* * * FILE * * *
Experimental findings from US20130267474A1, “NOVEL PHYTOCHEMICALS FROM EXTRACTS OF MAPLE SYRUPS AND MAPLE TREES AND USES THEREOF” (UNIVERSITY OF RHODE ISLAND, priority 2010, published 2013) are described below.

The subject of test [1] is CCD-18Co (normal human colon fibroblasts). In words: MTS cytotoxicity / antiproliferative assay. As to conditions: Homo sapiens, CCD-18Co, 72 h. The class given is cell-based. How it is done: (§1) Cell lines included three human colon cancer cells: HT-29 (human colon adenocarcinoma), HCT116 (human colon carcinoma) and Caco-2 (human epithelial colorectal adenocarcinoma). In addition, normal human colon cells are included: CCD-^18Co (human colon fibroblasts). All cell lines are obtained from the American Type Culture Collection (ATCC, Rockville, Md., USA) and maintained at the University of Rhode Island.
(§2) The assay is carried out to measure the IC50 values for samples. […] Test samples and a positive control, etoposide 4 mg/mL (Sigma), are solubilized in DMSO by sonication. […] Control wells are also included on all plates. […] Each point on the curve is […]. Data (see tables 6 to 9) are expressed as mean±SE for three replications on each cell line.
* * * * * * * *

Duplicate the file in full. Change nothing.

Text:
Experimental findings from US20130267474A1, “NOVEL PHYTOCHEMICALS FROM EXTRACTS OF MAPLE SYRUPS AND MAPLE TREES AND USES THEREOF” (UNIVERSITY OF RHODE ISLAND, priority 2010, published 2013) are described below.

The subject of test [1] is CCD-18Co (normal human colon fibroblasts). In words: MTS cytotoxicity / antiproliferative assay. As to conditions: Homo sapiens, CCD-18Co, 72 h. The class given is cell-based. How it is done: (§1) Cell lines included three human colon cancer cells: HT-29 (human colon adenocarcinoma), HCT116 (human colon carcinoma) and Caco-2 (human epithelial colorectal adenocarcinoma). In addition, normal human colon cells are included: CCD-^18Co (human colon fibroblasts). All cell lines are obtained from the American Type Culture Collection (ATCC, Rockville, Md., USA) and maintained at the University of Rhode Island.
(§2) The assay is carried out to measure the IC50 values for samples. […] Test samples and a positive control, etoposide 4 mg/mL (Sigma), are solubilized in DMSO by sonication. […] Control wells are also included on all plates. […] Each point on the curve is […]. Data (see tables 6 to 9) are expressed as mean±SE for three replications on each cell line.